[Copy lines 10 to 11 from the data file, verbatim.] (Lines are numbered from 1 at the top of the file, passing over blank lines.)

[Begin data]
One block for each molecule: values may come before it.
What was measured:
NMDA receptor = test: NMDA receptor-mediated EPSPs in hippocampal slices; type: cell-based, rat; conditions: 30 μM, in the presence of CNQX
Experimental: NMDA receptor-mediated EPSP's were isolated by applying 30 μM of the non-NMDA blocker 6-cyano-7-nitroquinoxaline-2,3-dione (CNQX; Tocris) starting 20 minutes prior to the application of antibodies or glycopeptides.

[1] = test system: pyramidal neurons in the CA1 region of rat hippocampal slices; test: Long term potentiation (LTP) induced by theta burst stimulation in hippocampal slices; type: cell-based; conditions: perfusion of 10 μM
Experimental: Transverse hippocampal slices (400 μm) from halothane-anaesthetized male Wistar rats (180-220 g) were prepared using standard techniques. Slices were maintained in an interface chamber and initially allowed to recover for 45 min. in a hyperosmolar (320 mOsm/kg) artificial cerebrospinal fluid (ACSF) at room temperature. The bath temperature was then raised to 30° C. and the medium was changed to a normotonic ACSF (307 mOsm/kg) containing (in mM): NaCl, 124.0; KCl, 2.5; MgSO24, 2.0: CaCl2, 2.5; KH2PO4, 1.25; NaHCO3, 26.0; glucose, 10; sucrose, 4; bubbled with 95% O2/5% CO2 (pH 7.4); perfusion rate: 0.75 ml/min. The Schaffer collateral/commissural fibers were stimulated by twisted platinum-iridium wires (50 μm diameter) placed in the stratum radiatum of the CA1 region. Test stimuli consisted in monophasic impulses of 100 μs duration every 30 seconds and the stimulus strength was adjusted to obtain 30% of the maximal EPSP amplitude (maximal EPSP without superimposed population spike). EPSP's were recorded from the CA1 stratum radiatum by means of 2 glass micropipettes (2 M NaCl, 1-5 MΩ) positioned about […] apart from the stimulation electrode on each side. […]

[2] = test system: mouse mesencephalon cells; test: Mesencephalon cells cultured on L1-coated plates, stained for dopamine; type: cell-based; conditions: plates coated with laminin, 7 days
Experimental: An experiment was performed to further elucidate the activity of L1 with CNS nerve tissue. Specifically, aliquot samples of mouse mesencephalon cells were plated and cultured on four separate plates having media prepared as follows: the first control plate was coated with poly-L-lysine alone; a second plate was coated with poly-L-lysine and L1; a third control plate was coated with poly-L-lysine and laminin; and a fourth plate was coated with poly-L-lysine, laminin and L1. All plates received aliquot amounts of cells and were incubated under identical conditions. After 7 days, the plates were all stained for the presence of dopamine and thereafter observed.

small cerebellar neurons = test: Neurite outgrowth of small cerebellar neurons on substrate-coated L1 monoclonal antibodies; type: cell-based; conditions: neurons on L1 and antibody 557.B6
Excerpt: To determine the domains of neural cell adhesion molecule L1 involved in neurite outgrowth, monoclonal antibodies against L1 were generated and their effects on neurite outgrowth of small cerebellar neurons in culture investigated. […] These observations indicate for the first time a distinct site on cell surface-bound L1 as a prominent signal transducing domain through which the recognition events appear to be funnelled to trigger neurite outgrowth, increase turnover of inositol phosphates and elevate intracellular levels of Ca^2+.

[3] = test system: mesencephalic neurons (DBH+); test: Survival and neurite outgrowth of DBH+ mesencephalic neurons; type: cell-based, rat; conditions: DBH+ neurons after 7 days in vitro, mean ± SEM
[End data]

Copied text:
Excerpt: To determine the domains of neural cell adhesion molecule L1 involved in neurite outgrowth, monoclonal antibodies against L1 were generated and their effects on neurite outgrowth of small cerebellar neurons in culture investigated. […] These observations indicate for the first time a distinct site on cell surface-bound L1 as a prominent signal transducing domain through which the recognition events appear to be funnelled to trigger neurite outgrowth, increase turnover of inositol phosphates and elevate intracellular levels of Ca^2+.

[3] = test system: mesencephalic neurons (DBH+); test: Survival and neurite outgrowth of DBH+ mesencephalic neurons; type: cell-based, rat; conditions: DBH+ neurons after 7 days in vitro, mean ± SEM